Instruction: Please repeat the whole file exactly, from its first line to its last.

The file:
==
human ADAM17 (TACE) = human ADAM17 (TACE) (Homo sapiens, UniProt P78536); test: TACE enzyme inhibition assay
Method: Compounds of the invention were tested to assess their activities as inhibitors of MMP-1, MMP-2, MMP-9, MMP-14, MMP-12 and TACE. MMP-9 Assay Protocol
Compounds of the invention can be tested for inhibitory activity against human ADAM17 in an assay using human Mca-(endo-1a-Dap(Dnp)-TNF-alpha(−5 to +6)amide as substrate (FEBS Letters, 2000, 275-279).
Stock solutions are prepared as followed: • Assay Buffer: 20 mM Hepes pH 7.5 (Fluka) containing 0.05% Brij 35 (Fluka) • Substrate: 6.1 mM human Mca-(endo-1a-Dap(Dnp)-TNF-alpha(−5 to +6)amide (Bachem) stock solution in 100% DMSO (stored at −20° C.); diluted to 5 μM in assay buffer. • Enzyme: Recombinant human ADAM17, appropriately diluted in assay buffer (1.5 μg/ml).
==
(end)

human ADAM17 (TACE) = human ADAM17 (TACE) (Homo sapiens, UniProt P78536); test: TACE enzyme inhibition assay
Method: Compounds of the invention were tested to assess their activities as inhibitors of MMP-1, MMP-2, MMP-9, MMP-14, MMP-12 and TACE. MMP-9 Assay Protocol
Compounds of the invention can be tested for inhibitory activity against human ADAM17 in an assay using human Mca-(endo-1a-Dap(Dnp)-TNF-alpha(−5 to +6)amide as substrate (FEBS Letters, 2000, 275-279).
Stock solutions are prepared as followed: • Assay Buffer: 20 mM Hepes pH 7.5 (Fluka) containing 0.05% Brij 35 (Fluka) • Substrate: 6.1 mM human Mca-(endo-1a-Dap(Dnp)-TNF-alpha(−5 to +6)amide (Bachem) stock solution in 100% DMSO (stored at −20° C.); diluted to 5 μM in assay buffer. • Enzyme: Recombinant human ADAM17, appropriately diluted in assay buffer (1.5 μg/ml).